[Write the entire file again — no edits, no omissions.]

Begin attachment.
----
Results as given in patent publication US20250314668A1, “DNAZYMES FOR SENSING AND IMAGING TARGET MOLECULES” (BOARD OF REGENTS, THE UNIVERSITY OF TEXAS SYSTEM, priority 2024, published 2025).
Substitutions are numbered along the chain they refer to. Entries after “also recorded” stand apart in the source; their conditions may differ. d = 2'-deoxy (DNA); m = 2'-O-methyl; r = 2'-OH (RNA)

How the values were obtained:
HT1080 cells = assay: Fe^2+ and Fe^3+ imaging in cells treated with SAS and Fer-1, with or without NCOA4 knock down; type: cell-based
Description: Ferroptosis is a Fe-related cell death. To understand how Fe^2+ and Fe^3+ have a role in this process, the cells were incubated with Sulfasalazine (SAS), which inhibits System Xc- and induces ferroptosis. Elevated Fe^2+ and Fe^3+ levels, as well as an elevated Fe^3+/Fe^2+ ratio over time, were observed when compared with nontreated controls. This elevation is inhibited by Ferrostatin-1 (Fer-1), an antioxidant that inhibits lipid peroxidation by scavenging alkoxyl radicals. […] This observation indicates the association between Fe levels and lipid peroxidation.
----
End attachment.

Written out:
Results as given in patent publication US20250314668A1, “DNAZYMES FOR SENSING AND IMAGING TARGET MOLECULES” (BOARD OF REGENTS, THE UNIVERSITY OF TEXAS SYSTEM, priority 2024, published 2025).
Substitutions are numbered along the chain they refer to. Entries after “also recorded” stand apart in the source; their conditions may differ. d = 2'-deoxy (DNA); m = 2'-O-methyl; r = 2'-OH (RNA)

How the values were obtained:
HT1080 cells = assay: Fe^2+ and Fe^3+ imaging in cells treated with SAS and Fer-1, with or without NCOA4 knock down; type: cell-based
Description: Ferroptosis is a Fe-related cell death. To understand how Fe^2+ and Fe^3+ have a role in this process, the cells were incubated with Sulfasalazine (SAS), which inhibits System Xc- and induces ferroptosis. Elevated Fe^2+ and Fe^3+ levels, as well as an elevated Fe^3+/Fe^2+ ratio over time, were observed when compared with nontreated controls. This elevation is inhibited by Ferrostatin-1 (Fer-1), an antioxidant that inhibits lipid peroxidation by scavenging alkoxyl radicals. […] This observation indicates the association between Fe levels and lipid peroxidation.